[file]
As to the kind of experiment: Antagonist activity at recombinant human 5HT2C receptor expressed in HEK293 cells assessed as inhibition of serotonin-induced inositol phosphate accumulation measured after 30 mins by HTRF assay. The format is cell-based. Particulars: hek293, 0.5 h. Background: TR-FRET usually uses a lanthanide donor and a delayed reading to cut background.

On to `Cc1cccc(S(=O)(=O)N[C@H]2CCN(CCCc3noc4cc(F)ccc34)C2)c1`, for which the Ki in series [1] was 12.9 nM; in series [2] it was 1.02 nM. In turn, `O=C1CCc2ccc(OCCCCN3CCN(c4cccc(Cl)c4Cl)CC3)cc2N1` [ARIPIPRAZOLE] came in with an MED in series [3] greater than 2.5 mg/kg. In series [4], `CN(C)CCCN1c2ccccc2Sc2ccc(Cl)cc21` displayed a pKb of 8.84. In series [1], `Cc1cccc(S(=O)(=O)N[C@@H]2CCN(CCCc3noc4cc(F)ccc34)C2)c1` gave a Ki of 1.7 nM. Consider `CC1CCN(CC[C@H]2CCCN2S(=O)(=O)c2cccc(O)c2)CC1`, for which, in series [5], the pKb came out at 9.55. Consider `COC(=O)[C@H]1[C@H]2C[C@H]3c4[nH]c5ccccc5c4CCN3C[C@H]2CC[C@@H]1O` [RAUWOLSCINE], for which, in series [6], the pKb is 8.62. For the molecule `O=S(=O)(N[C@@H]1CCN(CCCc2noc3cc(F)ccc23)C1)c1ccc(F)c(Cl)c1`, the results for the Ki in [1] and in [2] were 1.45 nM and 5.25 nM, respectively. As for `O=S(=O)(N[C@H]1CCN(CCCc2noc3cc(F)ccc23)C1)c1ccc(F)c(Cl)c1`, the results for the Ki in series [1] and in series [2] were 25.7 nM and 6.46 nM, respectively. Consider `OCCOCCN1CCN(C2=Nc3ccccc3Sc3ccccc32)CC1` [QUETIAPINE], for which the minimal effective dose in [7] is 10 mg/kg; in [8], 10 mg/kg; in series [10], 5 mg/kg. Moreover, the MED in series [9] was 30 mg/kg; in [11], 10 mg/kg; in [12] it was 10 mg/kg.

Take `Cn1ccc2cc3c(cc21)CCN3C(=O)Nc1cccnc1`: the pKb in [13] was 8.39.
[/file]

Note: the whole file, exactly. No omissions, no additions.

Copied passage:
As to the kind of experiment: Antagonist activity at recombinant human 5HT2C receptor expressed in HEK293 cells assessed as inhibition of serotonin-induced inositol phosphate accumulation measured after 30 mins by HTRF assay. The format is cell-based. Particulars: hek293, 0.5 h. Background: TR-FRET usually uses a lanthanide donor and a delayed reading to cut background.

On to `Cc1cccc(S(=O)(=O)N[C@H]2CCN(CCCc3noc4cc(F)ccc34)C2)c1`, for which the Ki in series [1] was 12.9 nM; in series [2] it was 1.02 nM. In turn, `O=C1CCc2ccc(OCCCCN3CCN(c4cccc(Cl)c4Cl)CC3)cc2N1` [ARIPIPRAZOLE] came in with an MED in series [3] greater than 2.5 mg/kg. In series [4], `CN(C)CCCN1c2ccccc2Sc2ccc(Cl)cc21` displayed a pKb of 8.84. In series [1], `Cc1cccc(S(=O)(=O)N[C@@H]2CCN(CCCc3noc4cc(F)ccc34)C2)c1` gave a Ki of 1.7 nM. Consider `CC1CCN(CC[C@H]2CCCN2S(=O)(=O)c2cccc(O)c2)CC1`, for which, in series [5], the pKb came out at 9.55. Consider `COC(=O)[C@H]1[C@H]2C[C@H]3c4[nH]c5ccccc5c4CCN3C[C@H]2CC[C@@H]1O` [RAUWOLSCINE], for which, in series [6], the pKb is 8.62. For the molecule `O=S(=O)(N[C@@H]1CCN(CCCc2noc3cc(F)ccc23)C1)c1ccc(F)c(Cl)c1`, the results for the Ki in [1] and in [2] were 1.45 nM and 5.25 nM, respectively. As for `O=S(=O)(N[C@H]1CCN(CCCc2noc3cc(F)ccc23)C1)c1ccc(F)c(Cl)c1`, the results for the Ki in series [1] and in series [2] were 25.7 nM and 6.46 nM, respectively. Consider `OCCOCCN1CCN(C2=Nc3ccccc3Sc3ccccc32)CC1` [QUETIAPINE], for which the minimal effective dose in [7] is 10 mg/kg; in [8], 10 mg/kg; in series [10], 5 mg/kg. Moreover, the MED in series [9] was 30 mg/kg; in [11], 10 mg/kg; in [12] it was 10 mg/kg.

Take `Cn1ccc2cc3c(cc21)CCN3C(=O)Nc1cccnc1`: the pKb in [13] was 8.39.